Tornado strikes Oklahoma City for second time this week

Friday, May 9th 2003, 12:00 am
By: News On 6

OKLAHOMA CITY (AP) -- A large tornado slammed into north Oklahoma City late Friday, causing significant damage and possible injuries just a day after a twister struck the city's south side.

Spotters tracking the storm reported debris, including overturned cars and downed power lines.

Some of the overturned cars were reported on Interstate-44 in Oklahoma City.

The tornado first touched down west of Oklahoma City along Interstate-40, reportedly damaging a Xerox plant. There also were reports of power flashes in between Mustang and Yukon, two Oklahoma City suburbs.

About 23,000 people were reported without power in Oklahoma City.

Television weathermen reported the tornado was still on the ground after passing through Oklahoma City and appeared to be tracking along Interstate-44.

Earlier, a tornado touched down near Cogar.

The Oklahoma Highway Patrol closed Interstate-44 westbound at the Tulsa gate with a twister reported on the ground and moving toward Chandler.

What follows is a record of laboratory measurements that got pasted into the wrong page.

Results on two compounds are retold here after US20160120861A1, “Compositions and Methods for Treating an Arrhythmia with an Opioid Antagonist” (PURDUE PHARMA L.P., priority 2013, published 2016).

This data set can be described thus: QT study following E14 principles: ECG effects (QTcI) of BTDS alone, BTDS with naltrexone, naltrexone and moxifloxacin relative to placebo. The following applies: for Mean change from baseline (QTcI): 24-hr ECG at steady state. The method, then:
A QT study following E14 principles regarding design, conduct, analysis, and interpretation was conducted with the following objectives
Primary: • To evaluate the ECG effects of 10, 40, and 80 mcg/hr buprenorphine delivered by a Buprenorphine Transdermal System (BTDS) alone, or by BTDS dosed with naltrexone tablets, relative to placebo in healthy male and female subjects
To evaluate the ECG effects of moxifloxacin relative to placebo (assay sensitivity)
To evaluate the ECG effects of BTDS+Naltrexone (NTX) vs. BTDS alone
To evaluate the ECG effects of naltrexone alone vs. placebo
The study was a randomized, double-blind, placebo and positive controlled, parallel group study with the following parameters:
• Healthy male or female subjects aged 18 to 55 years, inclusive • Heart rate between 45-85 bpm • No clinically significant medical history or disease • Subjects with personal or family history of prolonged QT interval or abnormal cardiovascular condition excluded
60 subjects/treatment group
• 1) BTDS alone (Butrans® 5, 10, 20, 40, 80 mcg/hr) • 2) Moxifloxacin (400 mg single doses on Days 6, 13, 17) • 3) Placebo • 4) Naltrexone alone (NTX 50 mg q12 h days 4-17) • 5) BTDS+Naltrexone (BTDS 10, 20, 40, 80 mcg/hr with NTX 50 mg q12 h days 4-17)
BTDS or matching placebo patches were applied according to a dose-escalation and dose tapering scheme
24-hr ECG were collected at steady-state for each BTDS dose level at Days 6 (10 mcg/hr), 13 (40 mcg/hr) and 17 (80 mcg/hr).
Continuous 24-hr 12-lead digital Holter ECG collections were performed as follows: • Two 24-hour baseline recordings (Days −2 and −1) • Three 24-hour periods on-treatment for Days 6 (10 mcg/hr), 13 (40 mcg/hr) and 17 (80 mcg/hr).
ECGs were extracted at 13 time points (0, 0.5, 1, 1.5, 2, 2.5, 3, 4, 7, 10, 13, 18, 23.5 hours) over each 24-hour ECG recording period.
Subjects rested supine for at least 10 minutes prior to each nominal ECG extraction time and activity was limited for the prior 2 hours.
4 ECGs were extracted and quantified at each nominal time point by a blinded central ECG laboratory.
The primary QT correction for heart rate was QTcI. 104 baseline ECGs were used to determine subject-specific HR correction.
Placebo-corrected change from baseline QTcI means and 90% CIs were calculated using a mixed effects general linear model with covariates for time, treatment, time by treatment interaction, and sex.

Bethany police and fire departments were reporting damage as well.

The tornado struck just as the city began cleaning up from a twister that destroyed more than 300 houses and business in and around Oklahoma City on Thursday.

That storm carved a 19-mile path through the most densely populated part of the state, injuring 134 people but killing no one.

The National Weather Service measured winds speeds at about 200 mph in Thursday's storm. That tornado's path took it through south Oklahoma City, with a quarter-mile wide, 31/2-mile long section of Moore taking the brunt of the damage. Homes were ripped apart, trees uprooted and heavy debris scattered on Thursday.

Of those injured in the first storm, 21 remained hospitalized Friday, said Paul O'Leary, a spokesman for Oklahoma City's ambulance service. At least three were in critical condition.

The damage from the first storm prompted Gov. Brad Henry to declare a state of emergency in Cleveland and Oklahoma counties. He also sent a request to President Bush asking for an expedited federal declaration of emergency to clear the way for federal assistance in the cleanup.